John Kolesar's son determined to follow his own path
Caden Kolesar grew up a diehard Michigan fan and has gone to games every year since he was 3 years old.
The Kolesars are part of the Michigan football fabric. His grandfather, Bill, was a tackle (1953-55), and his father, John, was a receiver (1985-88).
Now, Caden Kolesar, from Westlake, Ohio, is about to enter his senior season at St. Edward High School, primarily as a safety and a returner, but he will also play some at receiver this fall, and he is making college visits and the college football camp rounds. He attended Michigan’s camp last week with his father, who played for the Wolverines with Michigan coach Jim Harbaugh. Michigan is looking at him as a slot receiver.
He also attended Northwestern’s camp and has offers from Akron, Army, Chicago, Holy Cross, Penn, Valparaiso, Indiana State and Robert Morris.
Still, Michigan is part of his bloodline.
“There is that legacy in the back of my mind,” Caden said. “In my room, I have a picture of my grandpa in his uniform. It was a big part of my dream going to Michigan. That dream is still there. It would be fun if I’m able to go there and carry on that legacy, that tradition.”
Last season, Michigan was tied with Clemson in the Football Bowl Subdivision for the most sons on the roster whose fathers also played for the school. The Wolverines had nine “legacies” on the roster last year: Tyler Cochran (Brad is his father), Jack Dunaway (Craig), Joe Hewlett (Rich), Daniel Jokisch (Dan), Jon Runyan Jr. (Jon), Michael Sessa (Mike), Jack and Jared Wangler (John) and Tyrone Wheatley Jr. (Tyrone).
John Kolesar is seared into the memories of Michigan fans for two critical performances in victories over Ohio State. He caught a 77-yard fourth-quarter pass from Harbaugh in the Wolverines’ 27-17 win over the Buckeyes in 1985, and in Michigan’s 34-31 victory over Ohio State in 1988, with less than two minutes left, Kolesar returned a kickoff 59 yards and then scored on a 41-yard pass.
He watched camp last week and came away impressed by the effort the coaches put into working the drills with high school players. He said it was “refreshing” and he liked that the players’ parents could get up close and watch the camp.
Undoubtedly, it would be meaningful for John Kolesar to see his family’s football legacy at Michigan extended to a third generation.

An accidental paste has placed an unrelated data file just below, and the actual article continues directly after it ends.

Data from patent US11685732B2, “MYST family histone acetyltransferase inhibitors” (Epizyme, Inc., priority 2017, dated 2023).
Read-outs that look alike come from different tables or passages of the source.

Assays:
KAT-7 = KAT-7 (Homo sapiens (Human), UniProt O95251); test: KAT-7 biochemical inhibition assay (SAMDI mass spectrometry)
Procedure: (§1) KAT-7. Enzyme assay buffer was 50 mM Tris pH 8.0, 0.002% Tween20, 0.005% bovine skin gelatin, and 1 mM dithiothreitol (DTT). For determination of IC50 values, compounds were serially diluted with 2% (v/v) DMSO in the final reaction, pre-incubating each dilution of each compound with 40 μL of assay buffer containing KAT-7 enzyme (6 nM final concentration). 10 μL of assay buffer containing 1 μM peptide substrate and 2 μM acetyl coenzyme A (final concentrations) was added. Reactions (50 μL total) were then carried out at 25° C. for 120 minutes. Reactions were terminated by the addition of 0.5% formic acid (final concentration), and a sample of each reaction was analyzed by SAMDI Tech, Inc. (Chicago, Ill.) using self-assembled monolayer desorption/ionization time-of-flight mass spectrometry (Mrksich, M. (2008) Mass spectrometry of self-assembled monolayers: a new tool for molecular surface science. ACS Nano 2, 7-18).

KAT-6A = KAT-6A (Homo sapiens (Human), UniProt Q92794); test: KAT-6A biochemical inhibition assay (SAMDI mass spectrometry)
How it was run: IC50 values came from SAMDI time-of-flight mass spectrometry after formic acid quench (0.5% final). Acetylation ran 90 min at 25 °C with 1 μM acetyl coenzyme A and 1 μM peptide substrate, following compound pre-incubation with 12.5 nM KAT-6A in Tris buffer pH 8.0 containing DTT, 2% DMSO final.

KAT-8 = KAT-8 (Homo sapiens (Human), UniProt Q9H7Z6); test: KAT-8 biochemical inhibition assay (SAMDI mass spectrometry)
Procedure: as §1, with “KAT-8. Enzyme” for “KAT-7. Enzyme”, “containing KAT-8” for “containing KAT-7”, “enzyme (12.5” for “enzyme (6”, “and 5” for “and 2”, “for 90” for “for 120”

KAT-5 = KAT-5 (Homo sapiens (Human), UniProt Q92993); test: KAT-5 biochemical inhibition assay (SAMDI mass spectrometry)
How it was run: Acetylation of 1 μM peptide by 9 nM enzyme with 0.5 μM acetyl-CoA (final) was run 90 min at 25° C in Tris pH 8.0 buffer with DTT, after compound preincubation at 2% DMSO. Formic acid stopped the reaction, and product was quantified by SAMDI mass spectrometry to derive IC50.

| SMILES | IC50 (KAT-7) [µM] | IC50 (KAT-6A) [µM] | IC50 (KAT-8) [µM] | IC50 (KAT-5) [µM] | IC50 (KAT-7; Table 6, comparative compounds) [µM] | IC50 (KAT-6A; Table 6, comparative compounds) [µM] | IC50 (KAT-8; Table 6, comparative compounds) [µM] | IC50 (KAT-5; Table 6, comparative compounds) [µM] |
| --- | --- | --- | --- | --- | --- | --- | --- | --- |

“It’s a great storyline and it’s what college football should be about,” John Kolesar said.
But he has not pressured Caden, who is 5-foot-10, 195 pounds and rated three stars by 247Sports, about attending Michigan.
“He’s been great about it,” Caden said. “He’s made that clear to me, and it’s been nice knowing it’s my path and that I don’t have to feel I have to follow in his footsteps. It’s my journey and I can decide where I want to go. I’m a different person than he is and will do what I want to do.”
Kolesar’s hand-timed 40-yard dash in 4.45 and his electric timing was a 4.6. He hasn’t played receiver in high school but played at receiver in Michigan’s camp. It wasn’t a difficult transition.
“I grew up being a receiver and obviously my dad always told me it doesn’t matter what position you play because you can always be a receiver, because he taught me how,” Caden said.
He wants a complete college experience and he has discovered that is not only offered at Michigan, but also at Ivy League schools such as Penn, Harvard, Yale and Cornell.
“I’ve been looking at more academic-centric schools,” Caden said. “That’s my top priority, academics. I really fit in (to the Ivy schools) because they have that football culture that I grew up loving. I grew up really wanting that and (my dad) coached me about that throughout my life. He instilled that in me. I do want that great football culture.”
Caden visited Ohio State last year, and John was told his son likely could be a preferred walk-on.
“I’m not totally interested in that,” Caden said. “I’d rather go somewhere that really wants me and I could play.”
Father and son could be traveling to visit other schools, and sharing that time has been important to both of them. And the car trips have given father time to share some taller football tales with his son.
“I don’t think we’ve ever argued,” Caden said of their time together traveling for camps and visits. “He tells me stories about him in high school and college. It’s funny hearing what he tells me. It’s always like he was the best.”
Now, Caden Kolesar is looking forward to making his own football stories.